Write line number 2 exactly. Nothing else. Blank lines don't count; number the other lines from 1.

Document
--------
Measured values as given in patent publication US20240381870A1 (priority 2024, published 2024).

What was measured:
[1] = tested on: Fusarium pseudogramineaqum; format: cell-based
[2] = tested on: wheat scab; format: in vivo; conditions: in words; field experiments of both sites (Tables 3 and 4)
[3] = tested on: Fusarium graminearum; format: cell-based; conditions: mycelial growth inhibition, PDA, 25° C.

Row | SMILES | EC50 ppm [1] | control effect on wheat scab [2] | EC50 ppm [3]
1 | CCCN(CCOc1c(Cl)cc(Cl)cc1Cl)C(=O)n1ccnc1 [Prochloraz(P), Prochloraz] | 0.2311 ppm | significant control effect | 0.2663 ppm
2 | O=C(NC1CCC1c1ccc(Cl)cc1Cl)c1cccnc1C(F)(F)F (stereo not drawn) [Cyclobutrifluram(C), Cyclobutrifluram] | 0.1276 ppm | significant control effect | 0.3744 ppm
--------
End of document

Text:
What was measured: